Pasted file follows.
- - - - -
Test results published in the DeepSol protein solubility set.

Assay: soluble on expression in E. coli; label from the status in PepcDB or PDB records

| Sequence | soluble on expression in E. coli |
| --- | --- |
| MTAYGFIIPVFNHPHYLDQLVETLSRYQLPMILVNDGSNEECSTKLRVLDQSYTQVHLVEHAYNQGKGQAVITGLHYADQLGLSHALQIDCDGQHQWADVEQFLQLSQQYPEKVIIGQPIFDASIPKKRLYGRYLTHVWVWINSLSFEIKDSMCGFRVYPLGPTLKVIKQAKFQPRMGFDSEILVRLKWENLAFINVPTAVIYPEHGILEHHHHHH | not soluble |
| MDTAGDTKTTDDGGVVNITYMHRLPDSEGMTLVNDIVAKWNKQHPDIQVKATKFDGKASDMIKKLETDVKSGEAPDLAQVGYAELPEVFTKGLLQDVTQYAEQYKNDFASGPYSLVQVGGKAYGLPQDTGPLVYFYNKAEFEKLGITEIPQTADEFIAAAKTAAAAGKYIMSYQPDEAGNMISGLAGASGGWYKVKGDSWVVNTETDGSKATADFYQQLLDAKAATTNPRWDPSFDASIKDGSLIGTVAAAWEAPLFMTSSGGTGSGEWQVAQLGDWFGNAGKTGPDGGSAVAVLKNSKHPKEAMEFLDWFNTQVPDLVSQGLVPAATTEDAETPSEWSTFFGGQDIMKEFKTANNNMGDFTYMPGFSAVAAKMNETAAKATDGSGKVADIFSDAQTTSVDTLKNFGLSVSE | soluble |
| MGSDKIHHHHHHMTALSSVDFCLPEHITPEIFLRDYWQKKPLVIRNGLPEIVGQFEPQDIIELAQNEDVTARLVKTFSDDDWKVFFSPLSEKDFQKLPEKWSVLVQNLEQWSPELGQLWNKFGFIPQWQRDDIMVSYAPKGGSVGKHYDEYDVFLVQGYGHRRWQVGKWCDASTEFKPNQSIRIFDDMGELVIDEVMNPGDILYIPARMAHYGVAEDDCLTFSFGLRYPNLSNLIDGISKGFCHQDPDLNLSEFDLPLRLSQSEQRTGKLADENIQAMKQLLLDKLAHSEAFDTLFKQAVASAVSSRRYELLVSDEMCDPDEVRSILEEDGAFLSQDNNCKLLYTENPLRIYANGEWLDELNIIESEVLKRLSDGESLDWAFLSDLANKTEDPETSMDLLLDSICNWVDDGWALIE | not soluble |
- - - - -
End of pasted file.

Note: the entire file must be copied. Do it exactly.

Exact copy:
Test results published in the DeepSol protein solubility set.

Assay: soluble on expression in E. coli; label from the status in PepcDB or PDB records

| Sequence | soluble on expression in E. coli |
| --- | --- |
| MTAYGFIIPVFNHPHYLDQLVETLSRYQLPMILVNDGSNEECSTKLRVLDQSYTQVHLVEHAYNQGKGQAVITGLHYADQLGLSHALQIDCDGQHQWADVEQFLQLSQQYPEKVIIGQPIFDASIPKKRLYGRYLTHVWVWINSLSFEIKDSMCGFRVYPLGPTLKVIKQAKFQPRMGFDSEILVRLKWENLAFINVPTAVIYPEHGILEHHHHHH | not soluble |
| MDTAGDTKTTDDGGVVNITYMHRLPDSEGMTLVNDIVAKWNKQHPDIQVKATKFDGKASDMIKKLETDVKSGEAPDLAQVGYAELPEVFTKGLLQDVTQYAEQYKNDFASGPYSLVQVGGKAYGLPQDTGPLVYFYNKAEFEKLGITEIPQTADEFIAAAKTAAAAGKYIMSYQPDEAGNMISGLAGASGGWYKVKGDSWVVNTETDGSKATADFYQQLLDAKAATTNPRWDPSFDASIKDGSLIGTVAAAWEAPLFMTSSGGTGSGEWQVAQLGDWFGNAGKTGPDGGSAVAVLKNSKHPKEAMEFLDWFNTQVPDLVSQGLVPAATTEDAETPSEWSTFFGGQDIMKEFKTANNNMGDFTYMPGFSAVAAKMNETAAKATDGSGKVADIFSDAQTTSVDTLKNFGLSVSE | soluble |
| MGSDKIHHHHHHMTALSSVDFCLPEHITPEIFLRDYWQKKPLVIRNGLPEIVGQFEPQDIIELAQNEDVTARLVKTFSDDDWKVFFSPLSEKDFQKLPEKWSVLVQNLEQWSPELGQLWNKFGFIPQWQRDDIMVSYAPKGGSVGKHYDEYDVFLVQGYGHRRWQVGKWCDASTEFKPNQSIRIFDDMGELVIDEVMNPGDILYIPARMAHYGVAEDDCLTFSFGLRYPNLSNLIDGISKGFCHQDPDLNLSEFDLPLRLSQSEQRTGKLADENIQAMKQLLLDKLAHSEAFDTLFKQAVASAVSSRRYELLVSDEMCDPDEVRSILEEDGAFLSQDNNCKLLYTENPLRIYANGEWLDELNIIESEVLKRLSDGESLDWAFLSDLANKTEDPETSMDLLLDSICNWVDDGWALIE | not soluble |